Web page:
The quality of wine improves by using UAS in Europe

Unmanned aircraft are currently being tried out in vineyards in the south of France, to check that “grubbing up” of vines is done legally and ecologically.

Wine-growers get as much as 10,000 euros ($13,000; £8,300) per hectare in subsidies for digging up uncompetitive vines – a scheme to prevent new EU “wine lakes” caused by overproduction.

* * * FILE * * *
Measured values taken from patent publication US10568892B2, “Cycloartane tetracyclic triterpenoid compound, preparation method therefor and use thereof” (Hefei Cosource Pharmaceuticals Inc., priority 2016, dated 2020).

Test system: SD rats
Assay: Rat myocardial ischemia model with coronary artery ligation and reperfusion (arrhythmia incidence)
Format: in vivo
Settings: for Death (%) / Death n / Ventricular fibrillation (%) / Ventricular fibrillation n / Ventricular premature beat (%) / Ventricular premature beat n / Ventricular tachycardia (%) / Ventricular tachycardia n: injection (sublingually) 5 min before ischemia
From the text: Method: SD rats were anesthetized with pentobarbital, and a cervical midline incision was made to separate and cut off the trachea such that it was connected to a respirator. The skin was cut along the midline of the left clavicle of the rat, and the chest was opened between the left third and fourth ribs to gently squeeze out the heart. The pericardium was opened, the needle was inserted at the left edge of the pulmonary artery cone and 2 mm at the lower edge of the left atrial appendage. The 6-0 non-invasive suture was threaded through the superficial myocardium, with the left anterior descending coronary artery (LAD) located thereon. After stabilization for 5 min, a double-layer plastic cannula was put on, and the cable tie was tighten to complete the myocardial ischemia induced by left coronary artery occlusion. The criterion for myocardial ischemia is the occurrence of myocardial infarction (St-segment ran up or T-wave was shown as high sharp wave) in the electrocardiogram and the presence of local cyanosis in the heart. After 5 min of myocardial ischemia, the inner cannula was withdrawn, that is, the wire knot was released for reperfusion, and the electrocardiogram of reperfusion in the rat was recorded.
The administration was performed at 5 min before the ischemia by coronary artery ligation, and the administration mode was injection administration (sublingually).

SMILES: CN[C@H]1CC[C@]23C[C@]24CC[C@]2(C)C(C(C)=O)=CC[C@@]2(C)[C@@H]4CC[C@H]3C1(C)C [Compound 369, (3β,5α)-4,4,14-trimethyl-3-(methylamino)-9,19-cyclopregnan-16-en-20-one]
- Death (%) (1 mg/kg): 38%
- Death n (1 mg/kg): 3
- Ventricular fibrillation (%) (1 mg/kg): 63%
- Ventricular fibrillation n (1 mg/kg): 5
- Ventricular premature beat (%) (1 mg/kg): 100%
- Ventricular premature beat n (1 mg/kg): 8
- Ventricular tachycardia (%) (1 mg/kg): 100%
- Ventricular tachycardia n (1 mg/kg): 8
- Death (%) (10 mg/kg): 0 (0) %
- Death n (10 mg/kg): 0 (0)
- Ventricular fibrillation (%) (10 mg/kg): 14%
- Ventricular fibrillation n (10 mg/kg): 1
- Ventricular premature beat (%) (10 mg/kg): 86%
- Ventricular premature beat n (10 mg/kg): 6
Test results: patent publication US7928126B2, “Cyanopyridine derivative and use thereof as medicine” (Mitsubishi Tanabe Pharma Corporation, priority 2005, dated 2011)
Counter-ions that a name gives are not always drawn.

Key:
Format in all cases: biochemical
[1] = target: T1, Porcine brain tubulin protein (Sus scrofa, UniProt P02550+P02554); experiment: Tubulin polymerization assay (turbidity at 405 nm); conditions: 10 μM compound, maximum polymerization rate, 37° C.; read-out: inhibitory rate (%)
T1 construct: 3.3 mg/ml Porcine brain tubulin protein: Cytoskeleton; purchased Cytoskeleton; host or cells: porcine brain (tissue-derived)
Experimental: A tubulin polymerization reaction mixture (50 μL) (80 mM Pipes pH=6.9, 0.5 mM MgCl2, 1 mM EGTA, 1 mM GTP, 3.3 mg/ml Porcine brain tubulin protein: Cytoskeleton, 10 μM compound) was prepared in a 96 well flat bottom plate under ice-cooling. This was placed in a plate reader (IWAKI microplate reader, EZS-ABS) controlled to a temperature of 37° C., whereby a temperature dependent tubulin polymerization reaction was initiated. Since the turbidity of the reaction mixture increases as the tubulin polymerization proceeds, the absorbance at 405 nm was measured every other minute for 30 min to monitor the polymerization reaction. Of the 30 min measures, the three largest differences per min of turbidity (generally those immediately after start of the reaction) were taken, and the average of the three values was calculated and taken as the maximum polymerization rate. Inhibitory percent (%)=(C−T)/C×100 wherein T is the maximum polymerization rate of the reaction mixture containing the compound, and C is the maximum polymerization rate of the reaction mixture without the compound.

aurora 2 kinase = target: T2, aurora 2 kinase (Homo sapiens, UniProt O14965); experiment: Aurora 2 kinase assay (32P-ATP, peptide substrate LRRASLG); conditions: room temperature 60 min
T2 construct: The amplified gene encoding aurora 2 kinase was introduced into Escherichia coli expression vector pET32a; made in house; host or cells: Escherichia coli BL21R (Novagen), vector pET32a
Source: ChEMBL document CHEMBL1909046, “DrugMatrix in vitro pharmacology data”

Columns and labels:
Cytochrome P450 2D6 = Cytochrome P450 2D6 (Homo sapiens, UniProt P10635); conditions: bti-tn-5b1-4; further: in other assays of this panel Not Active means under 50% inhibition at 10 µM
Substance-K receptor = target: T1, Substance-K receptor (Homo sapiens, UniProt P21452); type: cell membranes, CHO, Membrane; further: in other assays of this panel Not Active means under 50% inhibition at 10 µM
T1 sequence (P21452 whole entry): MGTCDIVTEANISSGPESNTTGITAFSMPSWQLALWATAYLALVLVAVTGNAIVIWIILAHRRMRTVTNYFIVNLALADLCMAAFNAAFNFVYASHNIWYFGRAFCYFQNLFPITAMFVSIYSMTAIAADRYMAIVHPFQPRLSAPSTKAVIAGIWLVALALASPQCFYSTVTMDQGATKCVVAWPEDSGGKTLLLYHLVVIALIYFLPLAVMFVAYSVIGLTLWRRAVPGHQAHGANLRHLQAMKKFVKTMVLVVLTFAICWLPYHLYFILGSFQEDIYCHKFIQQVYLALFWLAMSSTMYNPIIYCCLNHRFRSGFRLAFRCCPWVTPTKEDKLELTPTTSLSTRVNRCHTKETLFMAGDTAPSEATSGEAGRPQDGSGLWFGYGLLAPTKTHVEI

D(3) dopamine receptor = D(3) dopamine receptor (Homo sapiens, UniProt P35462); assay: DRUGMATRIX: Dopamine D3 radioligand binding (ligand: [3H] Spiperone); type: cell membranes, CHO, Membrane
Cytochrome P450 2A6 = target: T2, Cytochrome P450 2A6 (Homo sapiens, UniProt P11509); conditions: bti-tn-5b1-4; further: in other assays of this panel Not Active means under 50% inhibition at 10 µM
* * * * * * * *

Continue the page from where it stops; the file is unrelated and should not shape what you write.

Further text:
“There has to be 100% control, as it’s a huge amount of money,” says Philippe Loudjani, an agronomist at the Joint Research Centre, the European Commission’s main satellite monitoring hub in Ispra, northern Italy. ”The French are testing to see if the UAS need to go up to 10cm resolution – to see what accuracy is required.”

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